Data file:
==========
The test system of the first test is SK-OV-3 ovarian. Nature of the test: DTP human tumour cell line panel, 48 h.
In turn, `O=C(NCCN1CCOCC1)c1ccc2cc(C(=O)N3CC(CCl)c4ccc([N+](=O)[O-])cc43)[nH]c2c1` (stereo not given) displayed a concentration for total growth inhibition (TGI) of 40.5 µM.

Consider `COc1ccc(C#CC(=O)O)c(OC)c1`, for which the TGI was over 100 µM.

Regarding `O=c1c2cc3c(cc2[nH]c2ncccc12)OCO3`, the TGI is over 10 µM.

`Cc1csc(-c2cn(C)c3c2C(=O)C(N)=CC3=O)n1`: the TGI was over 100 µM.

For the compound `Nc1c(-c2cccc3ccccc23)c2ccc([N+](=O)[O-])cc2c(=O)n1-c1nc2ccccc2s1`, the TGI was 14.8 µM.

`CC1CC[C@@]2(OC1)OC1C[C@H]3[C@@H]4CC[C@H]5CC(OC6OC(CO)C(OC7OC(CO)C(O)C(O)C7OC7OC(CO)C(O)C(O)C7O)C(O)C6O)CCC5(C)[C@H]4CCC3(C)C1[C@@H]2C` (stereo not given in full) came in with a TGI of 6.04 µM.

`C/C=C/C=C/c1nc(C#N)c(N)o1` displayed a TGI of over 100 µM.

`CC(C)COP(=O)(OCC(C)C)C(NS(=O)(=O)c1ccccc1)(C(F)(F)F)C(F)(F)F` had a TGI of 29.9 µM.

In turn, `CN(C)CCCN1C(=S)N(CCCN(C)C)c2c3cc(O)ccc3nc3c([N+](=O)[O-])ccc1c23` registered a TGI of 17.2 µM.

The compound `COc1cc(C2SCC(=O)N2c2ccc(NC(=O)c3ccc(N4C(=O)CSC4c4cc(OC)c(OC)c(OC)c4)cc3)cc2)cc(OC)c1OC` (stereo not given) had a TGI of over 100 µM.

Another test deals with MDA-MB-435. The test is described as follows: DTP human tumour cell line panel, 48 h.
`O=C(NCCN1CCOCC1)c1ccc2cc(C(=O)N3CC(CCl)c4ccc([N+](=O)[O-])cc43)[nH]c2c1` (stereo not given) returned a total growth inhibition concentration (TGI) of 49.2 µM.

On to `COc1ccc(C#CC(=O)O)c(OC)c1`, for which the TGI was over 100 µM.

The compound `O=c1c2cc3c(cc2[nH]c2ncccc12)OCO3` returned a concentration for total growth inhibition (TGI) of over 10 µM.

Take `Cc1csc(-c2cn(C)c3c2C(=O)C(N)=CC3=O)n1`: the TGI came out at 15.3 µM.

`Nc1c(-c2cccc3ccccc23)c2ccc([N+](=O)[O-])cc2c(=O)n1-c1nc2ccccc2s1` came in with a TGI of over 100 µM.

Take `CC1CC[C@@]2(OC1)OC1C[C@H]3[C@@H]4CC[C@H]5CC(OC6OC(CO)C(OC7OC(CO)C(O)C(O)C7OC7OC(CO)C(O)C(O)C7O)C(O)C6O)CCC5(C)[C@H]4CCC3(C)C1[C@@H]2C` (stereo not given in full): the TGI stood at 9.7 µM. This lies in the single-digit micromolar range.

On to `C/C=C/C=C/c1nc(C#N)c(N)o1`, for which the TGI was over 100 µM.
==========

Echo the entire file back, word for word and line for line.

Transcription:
The test system of the first test is SK-OV-3 ovarian. Nature of the test: DTP human tumour cell line panel, 48 h.
In turn, `O=C(NCCN1CCOCC1)c1ccc2cc(C(=O)N3CC(CCl)c4ccc([N+](=O)[O-])cc43)[nH]c2c1` (stereo not given) displayed a concentration for total growth inhibition (TGI) of 40.5 µM.

Consider `COc1ccc(C#CC(=O)O)c(OC)c1`, for which the TGI was over 100 µM.

Regarding `O=c1c2cc3c(cc2[nH]c2ncccc12)OCO3`, the TGI is over 10 µM.

`Cc1csc(-c2cn(C)c3c2C(=O)C(N)=CC3=O)n1`: the TGI was over 100 µM.

For the compound `Nc1c(-c2cccc3ccccc23)c2ccc([N+](=O)[O-])cc2c(=O)n1-c1nc2ccccc2s1`, the TGI was 14.8 µM.

`CC1CC[C@@]2(OC1)OC1C[C@H]3[C@@H]4CC[C@H]5CC(OC6OC(CO)C(OC7OC(CO)C(O)C(O)C7OC7OC(CO)C(O)C(O)C7O)C(O)C6O)CCC5(C)[C@H]4CCC3(C)C1[C@@H]2C` (stereo not given in full) came in with a TGI of 6.04 µM.

`C/C=C/C=C/c1nc(C#N)c(N)o1` displayed a TGI of over 100 µM.

`CC(C)COP(=O)(OCC(C)C)C(NS(=O)(=O)c1ccccc1)(C(F)(F)F)C(F)(F)F` had a TGI of 29.9 µM.

In turn, `CN(C)CCCN1C(=S)N(CCCN(C)C)c2c3cc(O)ccc3nc3c([N+](=O)[O-])ccc1c23` registered a TGI of 17.2 µM.

The compound `COc1cc(C2SCC(=O)N2c2ccc(NC(=O)c3ccc(N4C(=O)CSC4c4cc(OC)c(OC)c(OC)c4)cc3)cc2)cc(OC)c1OC` (stereo not given) had a TGI of over 100 µM.

Another test deals with MDA-MB-435. The test is described as follows: DTP human tumour cell line panel, 48 h.
`O=C(NCCN1CCOCC1)c1ccc2cc(C(=O)N3CC(CCl)c4ccc([N+](=O)[O-])cc43)[nH]c2c1` (stereo not given) returned a total growth inhibition concentration (TGI) of 49.2 µM.

On to `COc1ccc(C#CC(=O)O)c(OC)c1`, for which the TGI was over 100 µM.

The compound `O=c1c2cc3c(cc2[nH]c2ncccc12)OCO3` returned a concentration for total growth inhibition (TGI) of over 10 µM.

Take `Cc1csc(-c2cn(C)c3c2C(=O)C(N)=CC3=O)n1`: the TGI came out at 15.3 µM.

`Nc1c(-c2cccc3ccccc23)c2ccc([N+](=O)[O-])cc2c(=O)n1-c1nc2ccccc2s1` came in with a TGI of over 100 µM.

Take `CC1CC[C@@]2(OC1)OC1C[C@H]3[C@@H]4CC[C@H]5CC(OC6OC(CO)C(OC7OC(CO)C(O)C(O)C7OC7OC(CO)C(O)C(O)C7O)C(O)C6O)CCC5(C)[C@H]4CCC3(C)C1[C@@H]2C` (stereo not given in full): the TGI stood at 9.7 µM. This lies in the single-digit micromolar range.

On to `C/C=C/C=C/c1nc(C#N)c(N)o1`, for which the TGI was over 100 µM.